“Our House is on Fire…”

Posted on May 13, 2013 by

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So begins Scott Pelley, CBS journalist, as he lays out the media’s recent string of embarrassments. In a solid Quinnipiac University speech that will create few enemies, and that does not necessarily articulate new ideas, Pelley nevertheless manages to say a few things succinctly and appropriately. Pelley concern for journalism’s integrity in the information age is palpable. He knows that technology is revolutionizing the industry and that pressures for publicity are eclipsing long-standing principles of corroboration, surety, and fairness. His words will further inflame our basic perceptions of media shortcomings on Benghazi and Boston and Obama and the IRS.

Is Pelley pointing the way forward to a new age, or is his lament made in the dimming glow of media’s golden age? He is right that technology has compressed the news cycle into nearly unmanageable bites, but is technology the only culprit responsible for the news media’s apparent decline?

While conservatives revel in the cries of ‘bias’ whenever they discuss the media, and there is obvious truth in it, the more dramatic problem, apart from ideological distance, is relational. Pelley references Edward R. Murrow’s opening line for a speech on a similar occasion, “This may not do anybody any good.” Murrow, though being used as an icon of respectability, is actually the beginning, in some ways, of journalism’s decline and fall in the United States.

Murrow, Huntley, Cronkite, Woodward, Bernstein, Rather, Donaldson, Jennings, and Brokaw were all celebrities at least as much as they were journalists. They become giants and were, as a consequence, feted, awarded honorary degrees, and invited to all the best parties. Journalists became major cultural influences and thereby were launched into the outer reaches of the American firmament. They slowly morphed into stories in and of themselves, often larger than the ones they were covering.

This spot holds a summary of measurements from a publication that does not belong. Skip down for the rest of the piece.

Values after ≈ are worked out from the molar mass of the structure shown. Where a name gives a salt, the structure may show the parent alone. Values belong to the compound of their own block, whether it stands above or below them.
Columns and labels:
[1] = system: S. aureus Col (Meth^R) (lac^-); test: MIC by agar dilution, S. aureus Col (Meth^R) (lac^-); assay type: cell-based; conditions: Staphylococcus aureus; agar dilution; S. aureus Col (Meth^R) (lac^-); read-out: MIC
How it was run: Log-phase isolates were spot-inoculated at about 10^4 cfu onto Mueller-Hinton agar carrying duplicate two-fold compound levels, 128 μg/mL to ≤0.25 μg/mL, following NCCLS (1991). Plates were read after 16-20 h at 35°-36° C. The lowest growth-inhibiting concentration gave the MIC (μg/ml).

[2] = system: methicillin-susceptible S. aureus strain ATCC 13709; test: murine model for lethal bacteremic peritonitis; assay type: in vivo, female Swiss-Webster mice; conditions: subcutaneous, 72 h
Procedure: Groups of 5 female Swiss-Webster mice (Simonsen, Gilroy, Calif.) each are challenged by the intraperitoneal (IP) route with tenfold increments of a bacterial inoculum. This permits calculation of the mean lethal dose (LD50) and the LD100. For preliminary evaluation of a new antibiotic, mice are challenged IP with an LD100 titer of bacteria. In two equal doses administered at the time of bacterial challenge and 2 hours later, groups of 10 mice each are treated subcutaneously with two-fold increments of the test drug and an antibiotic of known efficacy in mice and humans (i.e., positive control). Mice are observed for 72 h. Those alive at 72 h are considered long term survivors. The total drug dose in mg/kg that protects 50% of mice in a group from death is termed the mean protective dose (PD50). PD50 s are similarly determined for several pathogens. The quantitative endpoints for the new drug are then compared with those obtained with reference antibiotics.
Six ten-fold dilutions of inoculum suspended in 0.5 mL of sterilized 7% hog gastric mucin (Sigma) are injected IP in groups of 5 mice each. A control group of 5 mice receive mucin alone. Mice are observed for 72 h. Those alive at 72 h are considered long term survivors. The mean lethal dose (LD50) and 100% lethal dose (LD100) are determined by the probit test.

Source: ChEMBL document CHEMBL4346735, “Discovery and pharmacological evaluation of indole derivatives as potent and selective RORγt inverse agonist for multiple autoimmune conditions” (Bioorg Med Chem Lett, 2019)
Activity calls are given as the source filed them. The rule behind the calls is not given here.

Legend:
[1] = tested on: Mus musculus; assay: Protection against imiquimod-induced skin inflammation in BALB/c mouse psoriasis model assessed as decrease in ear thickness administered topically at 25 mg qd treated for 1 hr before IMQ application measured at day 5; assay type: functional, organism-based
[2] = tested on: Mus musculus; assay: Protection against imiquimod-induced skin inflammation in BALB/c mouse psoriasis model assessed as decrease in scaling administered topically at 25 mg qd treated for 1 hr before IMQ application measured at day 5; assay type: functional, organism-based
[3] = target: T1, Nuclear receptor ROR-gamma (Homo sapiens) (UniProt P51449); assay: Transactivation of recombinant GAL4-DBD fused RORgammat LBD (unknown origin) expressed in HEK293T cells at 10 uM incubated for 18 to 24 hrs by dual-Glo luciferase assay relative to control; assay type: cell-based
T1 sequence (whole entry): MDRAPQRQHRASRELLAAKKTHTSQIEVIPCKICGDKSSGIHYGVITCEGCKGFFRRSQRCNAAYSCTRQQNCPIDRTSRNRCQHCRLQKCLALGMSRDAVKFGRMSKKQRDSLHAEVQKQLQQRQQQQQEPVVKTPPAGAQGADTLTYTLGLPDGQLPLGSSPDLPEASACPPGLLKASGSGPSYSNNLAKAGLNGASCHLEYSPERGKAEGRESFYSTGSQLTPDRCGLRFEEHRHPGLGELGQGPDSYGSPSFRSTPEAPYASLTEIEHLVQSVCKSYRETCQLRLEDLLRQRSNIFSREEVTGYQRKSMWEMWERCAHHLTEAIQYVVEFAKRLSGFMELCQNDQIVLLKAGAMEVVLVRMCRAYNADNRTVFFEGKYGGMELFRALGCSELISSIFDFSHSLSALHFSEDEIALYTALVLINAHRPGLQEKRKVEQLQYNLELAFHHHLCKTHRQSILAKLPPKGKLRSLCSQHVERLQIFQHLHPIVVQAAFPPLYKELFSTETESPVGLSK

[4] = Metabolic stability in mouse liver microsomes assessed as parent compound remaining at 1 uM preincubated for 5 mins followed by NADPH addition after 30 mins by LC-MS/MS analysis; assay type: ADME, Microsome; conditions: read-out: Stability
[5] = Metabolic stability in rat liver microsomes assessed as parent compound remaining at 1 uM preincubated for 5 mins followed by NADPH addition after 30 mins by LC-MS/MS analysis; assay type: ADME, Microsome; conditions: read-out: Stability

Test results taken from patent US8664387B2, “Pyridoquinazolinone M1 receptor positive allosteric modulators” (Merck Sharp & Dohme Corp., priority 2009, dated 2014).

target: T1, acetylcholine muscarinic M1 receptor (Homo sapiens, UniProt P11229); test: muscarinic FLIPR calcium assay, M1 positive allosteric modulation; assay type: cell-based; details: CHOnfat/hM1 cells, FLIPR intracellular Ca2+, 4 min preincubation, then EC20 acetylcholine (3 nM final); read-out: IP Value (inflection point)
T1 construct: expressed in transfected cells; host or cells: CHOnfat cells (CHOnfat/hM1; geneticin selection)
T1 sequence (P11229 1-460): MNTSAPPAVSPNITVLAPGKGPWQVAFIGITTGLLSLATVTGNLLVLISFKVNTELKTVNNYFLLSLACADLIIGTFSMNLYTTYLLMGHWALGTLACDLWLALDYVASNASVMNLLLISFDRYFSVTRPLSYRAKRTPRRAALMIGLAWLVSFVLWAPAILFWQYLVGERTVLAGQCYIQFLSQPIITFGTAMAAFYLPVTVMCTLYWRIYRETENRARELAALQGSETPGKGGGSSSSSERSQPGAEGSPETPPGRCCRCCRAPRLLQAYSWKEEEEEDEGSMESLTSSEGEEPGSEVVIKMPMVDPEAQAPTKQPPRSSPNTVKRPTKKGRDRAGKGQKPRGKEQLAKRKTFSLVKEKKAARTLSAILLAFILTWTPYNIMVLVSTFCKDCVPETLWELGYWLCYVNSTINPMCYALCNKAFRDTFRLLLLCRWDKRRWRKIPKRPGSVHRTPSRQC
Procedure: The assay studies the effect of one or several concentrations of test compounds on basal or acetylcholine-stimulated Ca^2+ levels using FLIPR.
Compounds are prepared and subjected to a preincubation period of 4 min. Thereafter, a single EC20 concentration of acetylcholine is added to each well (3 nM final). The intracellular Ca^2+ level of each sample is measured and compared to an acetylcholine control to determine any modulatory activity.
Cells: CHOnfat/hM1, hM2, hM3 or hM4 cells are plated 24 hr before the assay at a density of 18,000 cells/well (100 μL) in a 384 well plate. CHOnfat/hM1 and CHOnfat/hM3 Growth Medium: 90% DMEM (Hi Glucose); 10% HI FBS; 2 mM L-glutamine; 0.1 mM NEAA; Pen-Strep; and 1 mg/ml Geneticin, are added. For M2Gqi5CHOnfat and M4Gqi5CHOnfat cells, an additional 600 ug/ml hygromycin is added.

All at once, it seemed, though it took several decades, journalism was respectable and lucrative. While we may not like to admit it, at least those of us who stand on the outside with our noses pressed firmly to the television’s glass, the world in there is small. Elbows are rubbed. Drinks are had. Stories are exchanged. Giggles flit. People go to the same schools. They marry one another. They work with one another. Before you know it, an actual discrete social class emerges, one that combines politicians AND journalists AND celebrities of different sorts. P.J. O’Rourke wrote, “politics is show business for ugly people.” If so, than journalism is show business for the marginally repulsive.

All of this to say, simply, that technology is a demon that continues to stalk the media. It may, however, be exorcised at some point. However, the cultural proclivities that spawn this sort of clique are not going away. Until they do, we cannot expect journalists to give a fair shake both to ideological strangers and bedfellows. It is not so much, “we cannot report on that, they are liberal and it might hurt them,” it is at least as much, “we cannot report that, my brother works in the White House!”

Pelley, unsurprisingly, sees Democracy’s success as hinging on journalism’s quality. While grandiose, there is more than a tincture of truth at work. For the sake of our democracy, we benefit from journalists who scorn these social circles, ones who, frankly, don’t care who might get damaged so long as the truth rolls downhill, smashing whoever, liberal or conservative, friend or foe, stands in the way. In this way, perhaps, our citizen journalists, the internet army, may come to our rescue, but only if we begin to judge information more carefully.

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